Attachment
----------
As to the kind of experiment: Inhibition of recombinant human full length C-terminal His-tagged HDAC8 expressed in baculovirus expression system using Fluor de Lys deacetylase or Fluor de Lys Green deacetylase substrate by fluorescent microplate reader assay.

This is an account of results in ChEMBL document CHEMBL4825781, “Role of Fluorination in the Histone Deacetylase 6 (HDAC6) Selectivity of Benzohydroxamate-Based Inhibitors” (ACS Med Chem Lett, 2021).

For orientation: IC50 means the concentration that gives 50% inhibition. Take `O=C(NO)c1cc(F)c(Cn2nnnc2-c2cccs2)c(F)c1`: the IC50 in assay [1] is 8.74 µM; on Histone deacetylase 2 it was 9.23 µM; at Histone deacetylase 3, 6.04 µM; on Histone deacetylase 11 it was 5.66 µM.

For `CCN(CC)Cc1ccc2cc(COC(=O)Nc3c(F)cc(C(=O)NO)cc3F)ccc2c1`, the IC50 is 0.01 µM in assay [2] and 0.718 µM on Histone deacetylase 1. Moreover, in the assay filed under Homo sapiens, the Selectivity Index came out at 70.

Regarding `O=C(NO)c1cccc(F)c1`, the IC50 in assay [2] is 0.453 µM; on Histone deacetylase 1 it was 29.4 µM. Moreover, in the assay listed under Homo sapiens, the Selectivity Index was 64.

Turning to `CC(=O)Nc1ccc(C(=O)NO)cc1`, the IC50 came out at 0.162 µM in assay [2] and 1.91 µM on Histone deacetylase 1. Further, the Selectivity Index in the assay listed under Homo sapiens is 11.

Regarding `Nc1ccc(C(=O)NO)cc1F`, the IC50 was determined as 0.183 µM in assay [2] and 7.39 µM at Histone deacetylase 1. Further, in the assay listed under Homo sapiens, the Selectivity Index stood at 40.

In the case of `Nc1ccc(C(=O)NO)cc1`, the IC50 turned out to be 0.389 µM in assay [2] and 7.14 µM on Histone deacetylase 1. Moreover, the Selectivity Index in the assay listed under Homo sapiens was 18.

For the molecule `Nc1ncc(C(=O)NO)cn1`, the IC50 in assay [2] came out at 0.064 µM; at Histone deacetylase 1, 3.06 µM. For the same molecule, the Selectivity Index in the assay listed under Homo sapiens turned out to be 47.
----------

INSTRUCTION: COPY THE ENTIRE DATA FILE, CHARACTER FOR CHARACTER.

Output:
As to the kind of experiment: Inhibition of recombinant human full length C-terminal His-tagged HDAC8 expressed in baculovirus expression system using Fluor de Lys deacetylase or Fluor de Lys Green deacetylase substrate by fluorescent microplate reader assay.

This is an account of results in ChEMBL document CHEMBL4825781, “Role of Fluorination in the Histone Deacetylase 6 (HDAC6) Selectivity of Benzohydroxamate-Based Inhibitors” (ACS Med Chem Lett, 2021).

For orientation: IC50 means the concentration that gives 50% inhibition. Take `O=C(NO)c1cc(F)c(Cn2nnnc2-c2cccs2)c(F)c1`: the IC50 in assay [1] is 8.74 µM; on Histone deacetylase 2 it was 9.23 µM; at Histone deacetylase 3, 6.04 µM; on Histone deacetylase 11 it was 5.66 µM.

For `CCN(CC)Cc1ccc2cc(COC(=O)Nc3c(F)cc(C(=O)NO)cc3F)ccc2c1`, the IC50 is 0.01 µM in assay [2] and 0.718 µM on Histone deacetylase 1. Moreover, in the assay filed under Homo sapiens, the Selectivity Index came out at 70.

Regarding `O=C(NO)c1cccc(F)c1`, the IC50 in assay [2] is 0.453 µM; on Histone deacetylase 1 it was 29.4 µM. Moreover, in the assay listed under Homo sapiens, the Selectivity Index was 64.

Turning to `CC(=O)Nc1ccc(C(=O)NO)cc1`, the IC50 came out at 0.162 µM in assay [2] and 1.91 µM on Histone deacetylase 1. Further, the Selectivity Index in the assay listed under Homo sapiens is 11.

Regarding `Nc1ccc(C(=O)NO)cc1F`, the IC50 was determined as 0.183 µM in assay [2] and 7.39 µM at Histone deacetylase 1. Further, in the assay listed under Homo sapiens, the Selectivity Index stood at 40.

In the case of `Nc1ccc(C(=O)NO)cc1`, the IC50 turned out to be 0.389 µM in assay [2] and 7.14 µM on Histone deacetylase 1. Moreover, the Selectivity Index in the assay listed under Homo sapiens was 18.

For the molecule `Nc1ncc(C(=O)NO)cn1`, the IC50 in assay [2] came out at 0.064 µM; at Histone deacetylase 1, 3.06 µM. For the same molecule, the Selectivity Index in the assay listed under Homo sapiens turned out to be 47.